But before you do that, know what food goes with what sauce…
Dark & Smooth
Tuong is a unique dipping sauce comprised of fermented soybean paste. The paste is concocted by adding a special type of fungus to roasted soybeans, and the ingredients are allowed to ferment in a jar until the sauce achieves its signature salty, savory flavor. Tuong is popular in vegetarian dishes, especially those enjoyed by Buddhist monks. Known for its dark brown color, this smooth, mellow sauce is often mixed with peanuts, finely sliced vegetables, or fish sauce to provide a smooth, crunchy backdrop for summer rolls (goi cuon) – a Vietnamese specialty consisting of pork, prawn, vegetables, and rice vermicelli all wrapped up in rice paper.
You can find goi cuon and warm homemade tuong with peanuts, along with many other traditional Hue dishes, at Ngu Binh (82 Nguyen Van Troi, Phu Nhuan).
The Sunshine Sauce
Mam tom, or fermented shrimp paste, requires lots of sunshine and plenty of time to mature. To start the process, small shrimps caught during the rainy season are dried in the sun for three months, then mixed with salt and ground into a powder. The new talc-like substance, along with sugar, gets aged over the course of about two and a half months resulting in a liquid form. From there the mixture is again left to dry in the sun for another ten days and becomes a pinkish-gray sauce. The smell is pungent and is an acquired taste, but first-timers can temper the sauce with a little bit of lime juice.
Mam tom goes well with vegetables, noodle soups, grilled meats, and hot pot ingredients. Sample the combo at Cha Ca La Vong (36 Ton That Thiep, D1).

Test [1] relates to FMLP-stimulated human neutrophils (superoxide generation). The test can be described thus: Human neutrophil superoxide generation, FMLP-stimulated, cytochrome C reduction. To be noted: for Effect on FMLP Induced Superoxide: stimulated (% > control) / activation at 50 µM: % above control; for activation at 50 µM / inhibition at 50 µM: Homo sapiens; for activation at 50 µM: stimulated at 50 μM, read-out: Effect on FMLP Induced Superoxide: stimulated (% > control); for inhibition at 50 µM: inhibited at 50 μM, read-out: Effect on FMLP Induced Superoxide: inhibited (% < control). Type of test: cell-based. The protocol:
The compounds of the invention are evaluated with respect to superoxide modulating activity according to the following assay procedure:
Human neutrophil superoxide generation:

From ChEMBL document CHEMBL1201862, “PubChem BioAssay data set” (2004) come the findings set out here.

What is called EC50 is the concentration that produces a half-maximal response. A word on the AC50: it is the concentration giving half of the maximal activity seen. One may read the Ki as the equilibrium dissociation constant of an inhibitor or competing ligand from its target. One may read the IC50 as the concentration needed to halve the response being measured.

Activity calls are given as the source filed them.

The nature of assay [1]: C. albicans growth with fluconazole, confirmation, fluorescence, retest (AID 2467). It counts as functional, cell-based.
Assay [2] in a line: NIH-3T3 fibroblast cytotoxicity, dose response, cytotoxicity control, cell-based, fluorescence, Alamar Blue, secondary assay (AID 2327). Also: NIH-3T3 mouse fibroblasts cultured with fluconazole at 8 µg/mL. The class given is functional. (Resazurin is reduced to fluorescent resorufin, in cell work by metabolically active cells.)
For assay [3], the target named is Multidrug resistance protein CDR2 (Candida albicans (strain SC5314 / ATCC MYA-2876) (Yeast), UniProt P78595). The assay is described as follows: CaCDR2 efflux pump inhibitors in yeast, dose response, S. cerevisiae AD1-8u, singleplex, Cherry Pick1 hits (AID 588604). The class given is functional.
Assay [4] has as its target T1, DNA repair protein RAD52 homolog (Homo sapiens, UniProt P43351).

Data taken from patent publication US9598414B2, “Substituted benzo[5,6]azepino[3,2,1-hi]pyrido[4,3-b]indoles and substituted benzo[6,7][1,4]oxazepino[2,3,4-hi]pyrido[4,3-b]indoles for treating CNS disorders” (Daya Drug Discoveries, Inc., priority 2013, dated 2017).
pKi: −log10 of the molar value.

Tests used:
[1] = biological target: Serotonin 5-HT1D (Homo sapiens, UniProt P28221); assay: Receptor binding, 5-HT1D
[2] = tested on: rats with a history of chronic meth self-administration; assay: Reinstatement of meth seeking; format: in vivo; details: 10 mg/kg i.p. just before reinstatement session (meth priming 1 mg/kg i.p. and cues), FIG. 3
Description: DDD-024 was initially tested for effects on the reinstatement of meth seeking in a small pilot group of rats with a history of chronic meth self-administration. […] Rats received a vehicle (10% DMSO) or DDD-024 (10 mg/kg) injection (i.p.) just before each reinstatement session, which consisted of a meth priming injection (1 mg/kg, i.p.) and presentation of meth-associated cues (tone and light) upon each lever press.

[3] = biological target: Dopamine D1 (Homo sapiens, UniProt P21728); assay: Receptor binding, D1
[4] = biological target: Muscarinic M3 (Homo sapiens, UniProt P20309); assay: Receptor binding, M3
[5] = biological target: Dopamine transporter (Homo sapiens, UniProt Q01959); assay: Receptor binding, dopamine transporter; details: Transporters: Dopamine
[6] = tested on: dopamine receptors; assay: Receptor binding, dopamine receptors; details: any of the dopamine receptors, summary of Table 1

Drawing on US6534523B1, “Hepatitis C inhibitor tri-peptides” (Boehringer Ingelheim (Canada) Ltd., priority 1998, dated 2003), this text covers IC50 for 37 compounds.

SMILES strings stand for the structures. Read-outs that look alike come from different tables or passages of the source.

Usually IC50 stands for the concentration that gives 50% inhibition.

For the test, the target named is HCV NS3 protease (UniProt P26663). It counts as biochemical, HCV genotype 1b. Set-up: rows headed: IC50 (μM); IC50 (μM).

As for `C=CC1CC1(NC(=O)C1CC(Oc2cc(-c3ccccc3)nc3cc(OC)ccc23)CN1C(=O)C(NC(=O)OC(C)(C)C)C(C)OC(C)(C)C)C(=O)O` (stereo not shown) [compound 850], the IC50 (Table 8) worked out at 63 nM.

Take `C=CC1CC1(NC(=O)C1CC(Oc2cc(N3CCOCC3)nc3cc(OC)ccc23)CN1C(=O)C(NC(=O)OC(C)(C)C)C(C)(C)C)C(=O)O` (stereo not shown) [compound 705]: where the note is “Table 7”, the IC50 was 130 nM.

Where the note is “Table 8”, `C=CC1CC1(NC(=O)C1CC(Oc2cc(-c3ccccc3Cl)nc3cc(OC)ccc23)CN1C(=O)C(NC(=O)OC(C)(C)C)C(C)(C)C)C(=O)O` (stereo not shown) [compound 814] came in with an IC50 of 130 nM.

Chao (aged bean curd) is sometimes referred to as ‘Chinese cheese’ because its strong flavor and chunky texture are similar to blue cheese. Chao is made from curds of coagulated soy milk where cubes of tofu are air dried and slowly fermented with aerial bacteria and fungal spores.Once the tofu is dry, it is soaked in brine (a simple salt solution) and complemented by other ingredients like vinegar or chili peppers.
A little bit of this sauce goes a long way (definitely not for the faint of tongue), and is often served with grilled goat or goat hot pot to play down and offset the gaminess of the goat meat. Vietnamese also often eat it simply with rice for a quick meal. Try goat hot pot or goat barbecue, at Lau De (105 Truong Dinh, D1).
Fat & Rich
Kho quet is a unique dipping sauce with its own history. During wartime, it used to be made by the locals as a way to maximize the flavor of their dishes with whatever ingredients available when they couldn’t afford much else. Back then, the sauce consisted of a mixture of pan-fried pork fat, chili, pepper, sugar, fish sauce and salt – and dried shrimp if you were fortunate enough to have it. Kho quet is made by combining different ingredients like dried shrimp, pork fat, chili, pepper, sugar, and fish sauce into a frying pan. Now its modern incarnation is not as fatty and acts goes well with boiled greens, cauliflower, okra, carrots, and bitter melon. The rich salty sauce is also served with fried fish from time to time.
At Huong Lua 3 Restaurant (196 Street 48, D4), a big bowl of kho quet will be served with fried mung fish, a delicious deep fried fish served with rice paper, noodles, and pineapple.
All in one
Nuoc Mam Xoai (fish sauce with mango) is deliciously complex. Fish sauce is definitely the most popular condiment in Vietnam; you can find it served at all Vietnamese restaurants with nearly every dish. Alone, fish sauce is extremely salty but when you add the sourness of unripened mango to the mix, the liquid takes on a different character. This light sauce is great to drizzle over fried catfish or any kind of fresh seafood. It is sweet, sour, and savory all at once.
At Com Nieu Saigon (6C Tu Xuong, D3), they do their own take on the sauce by adding diced ginger and chili to the mix and it ends up taking on the extreme sourness of the unripe mango, the spiciness of the diced ginger and chili, and the sweetness of the sugared fish sauce.